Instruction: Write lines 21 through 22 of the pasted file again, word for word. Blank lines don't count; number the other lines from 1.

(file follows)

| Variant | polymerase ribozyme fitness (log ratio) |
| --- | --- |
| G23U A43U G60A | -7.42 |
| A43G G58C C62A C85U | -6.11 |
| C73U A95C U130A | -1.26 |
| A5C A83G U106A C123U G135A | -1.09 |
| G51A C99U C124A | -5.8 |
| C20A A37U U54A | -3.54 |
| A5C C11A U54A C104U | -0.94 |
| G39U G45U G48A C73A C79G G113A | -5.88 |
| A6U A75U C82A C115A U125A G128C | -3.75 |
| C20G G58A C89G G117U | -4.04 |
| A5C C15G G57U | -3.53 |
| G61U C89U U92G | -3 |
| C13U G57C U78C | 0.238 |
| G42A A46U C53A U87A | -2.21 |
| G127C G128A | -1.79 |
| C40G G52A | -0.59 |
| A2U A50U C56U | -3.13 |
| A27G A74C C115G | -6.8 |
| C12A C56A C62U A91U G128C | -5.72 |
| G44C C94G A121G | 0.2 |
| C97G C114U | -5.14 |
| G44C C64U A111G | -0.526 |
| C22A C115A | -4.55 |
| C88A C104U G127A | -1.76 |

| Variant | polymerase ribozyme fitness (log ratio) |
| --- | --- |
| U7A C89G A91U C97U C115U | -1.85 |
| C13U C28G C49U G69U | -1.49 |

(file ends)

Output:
| C12A C56A C62U A91U G128C | -5.72 |
| G44C C94G A121G | 0.2 |